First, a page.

Steinem said the same was true of Paula Jones. These were not crimes; they were “passes.” Steinem revealed herself as a combination John and Bobby Kennedy of the feminist movement: the fair-haired girl and the bare-knuckle fixer. The widespread liberal response to the sex-crime accusations against Bill Clinton found their natural consequence 20 years later in the behavior of Harvey Weinstein: Stay loudly and publicly and extravagantly on the side of signal leftist causes and you can do what you want in the privacy of your offices and hotel rooms.
Although conservative Christian men were horrified by this infidelity and breaking of the command to not commit adultery, this was no problem for radical feminists in the media.
Remember this quote from feminist journalist Nina Burleigh?
She wrote this in The Observer, at the height of the Clinton sexual assault / rape scandals:
At the corner CVS drugstore, inside a fresh stack of Mirabella magazines, there lies an essay I wrote about sex, power and playing cards with Bill Clinton. I described how surprised I was to find that power is seductive, even for a feminist like me. I said I thought that the President had looked at my legs a little longer than was perfectly normal, and I described how that felt (quite flattering, actually).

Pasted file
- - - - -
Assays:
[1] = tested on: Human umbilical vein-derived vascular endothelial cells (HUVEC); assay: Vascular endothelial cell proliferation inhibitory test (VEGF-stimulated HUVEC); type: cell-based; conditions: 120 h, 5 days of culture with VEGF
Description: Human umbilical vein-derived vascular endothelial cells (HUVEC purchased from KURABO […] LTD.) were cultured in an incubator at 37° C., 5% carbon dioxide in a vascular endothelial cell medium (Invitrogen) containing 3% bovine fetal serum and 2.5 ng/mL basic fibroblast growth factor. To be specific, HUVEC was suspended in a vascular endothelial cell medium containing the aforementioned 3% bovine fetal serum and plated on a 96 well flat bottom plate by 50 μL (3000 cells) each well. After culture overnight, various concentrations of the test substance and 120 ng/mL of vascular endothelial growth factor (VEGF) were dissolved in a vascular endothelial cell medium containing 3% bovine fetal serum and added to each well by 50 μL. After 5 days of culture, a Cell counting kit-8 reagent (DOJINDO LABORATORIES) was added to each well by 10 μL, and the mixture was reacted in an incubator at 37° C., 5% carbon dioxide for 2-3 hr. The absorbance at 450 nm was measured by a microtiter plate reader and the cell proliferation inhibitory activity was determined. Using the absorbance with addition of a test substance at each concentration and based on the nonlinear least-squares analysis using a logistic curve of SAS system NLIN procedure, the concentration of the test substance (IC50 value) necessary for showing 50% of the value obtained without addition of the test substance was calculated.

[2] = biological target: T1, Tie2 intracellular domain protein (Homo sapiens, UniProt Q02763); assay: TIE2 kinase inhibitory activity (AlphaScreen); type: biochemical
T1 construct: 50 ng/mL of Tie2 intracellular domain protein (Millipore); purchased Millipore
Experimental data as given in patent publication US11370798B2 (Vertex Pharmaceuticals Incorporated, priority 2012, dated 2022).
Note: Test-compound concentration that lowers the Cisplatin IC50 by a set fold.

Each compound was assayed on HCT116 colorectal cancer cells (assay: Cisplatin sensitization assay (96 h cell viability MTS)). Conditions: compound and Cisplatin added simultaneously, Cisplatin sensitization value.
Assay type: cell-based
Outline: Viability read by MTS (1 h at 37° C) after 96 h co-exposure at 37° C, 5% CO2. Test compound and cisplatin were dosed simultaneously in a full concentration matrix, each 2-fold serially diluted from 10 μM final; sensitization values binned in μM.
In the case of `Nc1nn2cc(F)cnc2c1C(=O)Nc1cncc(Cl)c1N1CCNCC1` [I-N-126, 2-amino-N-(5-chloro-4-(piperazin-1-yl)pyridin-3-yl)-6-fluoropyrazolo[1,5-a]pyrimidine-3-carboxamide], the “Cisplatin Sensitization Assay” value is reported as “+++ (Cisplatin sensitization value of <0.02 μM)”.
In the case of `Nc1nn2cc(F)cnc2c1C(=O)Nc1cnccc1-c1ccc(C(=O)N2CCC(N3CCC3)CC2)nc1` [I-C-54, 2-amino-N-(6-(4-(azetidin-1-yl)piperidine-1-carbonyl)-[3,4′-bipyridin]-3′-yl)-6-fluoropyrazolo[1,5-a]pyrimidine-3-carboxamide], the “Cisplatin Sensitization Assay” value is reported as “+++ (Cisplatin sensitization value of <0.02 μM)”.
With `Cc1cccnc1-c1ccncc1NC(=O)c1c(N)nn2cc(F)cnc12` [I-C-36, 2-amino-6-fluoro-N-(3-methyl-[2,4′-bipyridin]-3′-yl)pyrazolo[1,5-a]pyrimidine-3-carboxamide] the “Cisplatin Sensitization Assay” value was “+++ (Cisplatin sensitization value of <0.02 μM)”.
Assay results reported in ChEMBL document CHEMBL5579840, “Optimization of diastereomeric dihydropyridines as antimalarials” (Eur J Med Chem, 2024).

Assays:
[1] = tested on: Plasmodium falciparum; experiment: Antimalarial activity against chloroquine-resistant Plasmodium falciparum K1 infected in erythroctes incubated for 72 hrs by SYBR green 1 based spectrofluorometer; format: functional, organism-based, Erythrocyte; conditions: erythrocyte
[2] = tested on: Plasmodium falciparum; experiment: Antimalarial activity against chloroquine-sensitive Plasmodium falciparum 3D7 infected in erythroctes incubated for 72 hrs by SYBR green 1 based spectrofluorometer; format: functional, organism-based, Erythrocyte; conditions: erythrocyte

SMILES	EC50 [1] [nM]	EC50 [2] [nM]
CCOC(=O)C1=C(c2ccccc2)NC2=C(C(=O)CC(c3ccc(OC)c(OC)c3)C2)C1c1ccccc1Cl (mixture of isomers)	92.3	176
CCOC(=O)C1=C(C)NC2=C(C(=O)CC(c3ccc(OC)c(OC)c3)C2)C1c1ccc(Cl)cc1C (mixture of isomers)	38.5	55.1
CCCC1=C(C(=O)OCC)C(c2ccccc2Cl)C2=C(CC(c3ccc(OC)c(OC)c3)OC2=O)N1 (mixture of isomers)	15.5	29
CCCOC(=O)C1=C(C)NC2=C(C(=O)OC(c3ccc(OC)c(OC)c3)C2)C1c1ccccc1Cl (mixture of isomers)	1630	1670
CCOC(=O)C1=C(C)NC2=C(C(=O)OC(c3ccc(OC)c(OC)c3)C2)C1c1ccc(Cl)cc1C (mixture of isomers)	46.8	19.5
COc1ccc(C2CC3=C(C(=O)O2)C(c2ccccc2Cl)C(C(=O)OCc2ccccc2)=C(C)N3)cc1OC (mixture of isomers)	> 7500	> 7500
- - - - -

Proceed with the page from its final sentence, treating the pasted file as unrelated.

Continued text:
Nine in the morning, Monday, July 6. Fire Island. I’m supposed to be on vacation. The phone rings. A friend is calling to tell me that Howard Kurtz, Washington Post media critic and best-selling author, has written about me under the headline “A Reporter With Lust in Her Heart.”
[…]When he called back, I decided my only defense would be to give him a quote that would knock his socks off. I also wanted to test the Post ‘s new “sizzle”-the paper’s post-We Broke the Lewinsky Story advertising hook. So when Howard asked whether I could still objectively cover the President, having found him so attractive, I replied, “I would be happy to give him a blowjob just to thank him for keeping abortion legal. I think American women should be lining up with their Presidential kneepads on to show their gratitude for keeping the theocracy off our backs.”
That’s exactly right. That’s what feminism is really about.
Feminism isn’t about defending women’s equality before the law, or protecting them from rape on campus and sexual harassment in the workplace. Feminism isn’t about defending women’s equal rights in Muslim countries, like the right to an education, or the right to drive a car, or the right not to be assaulted. Feminism isn’t about anything like that.
Feminism is about government-provided abortion on demand. It doesn’t matter if Bill Clinton raped and sexually harassed women. Those victims aren’t to be believed. Those victims of Bill Clinton had to be denounced as sluts, bimbos and tramps – by feminists. The most important goal of feminism is freeing women up to pursue irresponsible sex with hot bad boys, by allowing them to have free contraceptives, and free abortion on demand. That’s what feminism is really about.